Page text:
Dr Chathura Galkandage
a major research topic in recent years. Existing stereoscopic video quality metrics are predominantly based on stereoscopic image quality metrics extended to the time domain via for example temporal pooling. These approaches do not explicitly consider the motion sensitivity of the Human Visual System (HVS). To address this limitation, this paper introduces a novel HVS model inspired by physiological findings characterising the
motion sensitive response of complex cells in the primary visual cortex (V1 area). The proposed HVS model generalises previous HVS models, which characterised the behaviour of simple and complex cells but ignored motion sensitivity, by estimating optical flow to measure scene velocity at different scales and orientations.
The local motion characteristics (direction and amplitude) are used to modulate the output of complex cells. The model is applied to develop a new type of full-reference stereoscopic video quality metrics which uniquely combine non-motion sensitive and motion sensitive energy terms to mimic the response of the HVS. A tailored two-stage multi-variate stepwise regression algorithm is introduced to determine the optimal contribution of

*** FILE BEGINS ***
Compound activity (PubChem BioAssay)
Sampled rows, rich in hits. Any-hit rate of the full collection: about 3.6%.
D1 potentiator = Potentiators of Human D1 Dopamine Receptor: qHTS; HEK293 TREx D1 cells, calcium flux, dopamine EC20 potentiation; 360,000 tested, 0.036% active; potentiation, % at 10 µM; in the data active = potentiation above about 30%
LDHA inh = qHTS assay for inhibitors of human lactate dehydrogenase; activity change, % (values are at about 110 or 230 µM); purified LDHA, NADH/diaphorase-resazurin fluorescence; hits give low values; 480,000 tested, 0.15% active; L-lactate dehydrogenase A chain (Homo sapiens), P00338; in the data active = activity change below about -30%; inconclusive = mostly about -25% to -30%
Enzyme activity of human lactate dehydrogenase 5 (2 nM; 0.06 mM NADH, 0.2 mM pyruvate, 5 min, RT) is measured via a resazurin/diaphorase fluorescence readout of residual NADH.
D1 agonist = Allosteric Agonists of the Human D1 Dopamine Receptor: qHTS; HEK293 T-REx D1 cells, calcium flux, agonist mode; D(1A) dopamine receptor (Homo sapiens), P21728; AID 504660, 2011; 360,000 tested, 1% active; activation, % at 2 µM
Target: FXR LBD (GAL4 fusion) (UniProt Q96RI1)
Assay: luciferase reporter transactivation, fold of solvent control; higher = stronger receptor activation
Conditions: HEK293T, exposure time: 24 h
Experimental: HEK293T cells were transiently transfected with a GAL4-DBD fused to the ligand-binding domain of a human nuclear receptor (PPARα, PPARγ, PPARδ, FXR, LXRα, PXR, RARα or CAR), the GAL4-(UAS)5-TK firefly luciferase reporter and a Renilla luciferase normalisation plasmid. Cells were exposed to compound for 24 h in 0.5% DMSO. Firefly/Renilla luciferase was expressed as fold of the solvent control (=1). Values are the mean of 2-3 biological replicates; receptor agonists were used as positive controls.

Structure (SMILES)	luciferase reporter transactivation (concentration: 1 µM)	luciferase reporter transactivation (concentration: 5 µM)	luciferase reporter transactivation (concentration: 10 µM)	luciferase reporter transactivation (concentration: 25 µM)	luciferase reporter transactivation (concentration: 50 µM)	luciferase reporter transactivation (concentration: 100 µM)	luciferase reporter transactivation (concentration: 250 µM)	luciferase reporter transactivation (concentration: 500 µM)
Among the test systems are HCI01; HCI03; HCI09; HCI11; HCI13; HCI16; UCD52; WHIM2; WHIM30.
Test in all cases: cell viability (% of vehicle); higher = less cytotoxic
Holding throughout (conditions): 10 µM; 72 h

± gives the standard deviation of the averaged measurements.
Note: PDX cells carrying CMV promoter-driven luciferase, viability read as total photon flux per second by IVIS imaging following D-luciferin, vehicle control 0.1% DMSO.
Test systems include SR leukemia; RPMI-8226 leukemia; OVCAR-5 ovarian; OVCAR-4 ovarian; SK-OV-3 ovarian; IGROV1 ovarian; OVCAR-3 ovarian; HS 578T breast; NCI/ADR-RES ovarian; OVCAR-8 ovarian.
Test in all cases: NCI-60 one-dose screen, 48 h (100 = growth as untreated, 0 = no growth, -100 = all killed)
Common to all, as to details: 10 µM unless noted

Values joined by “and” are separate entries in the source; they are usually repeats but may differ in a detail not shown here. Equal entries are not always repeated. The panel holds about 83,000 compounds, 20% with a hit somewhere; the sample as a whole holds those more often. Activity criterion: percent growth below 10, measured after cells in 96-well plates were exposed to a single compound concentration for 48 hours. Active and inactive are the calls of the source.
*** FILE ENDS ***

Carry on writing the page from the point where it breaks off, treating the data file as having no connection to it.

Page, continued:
each energy term. The two proposed stereoscopic video quality metrics are evaluated on three stereoscopic video datasets. Results indicate that they achieve average correlations with subjective
scores of 0.9257 (PLCC), 0.9338 and 0.9120 (SRCC), 0.8622
and 0.8306 (KRCC), and outperform previous stereoscopic video
quality metrics including other recent HVS-based metrics.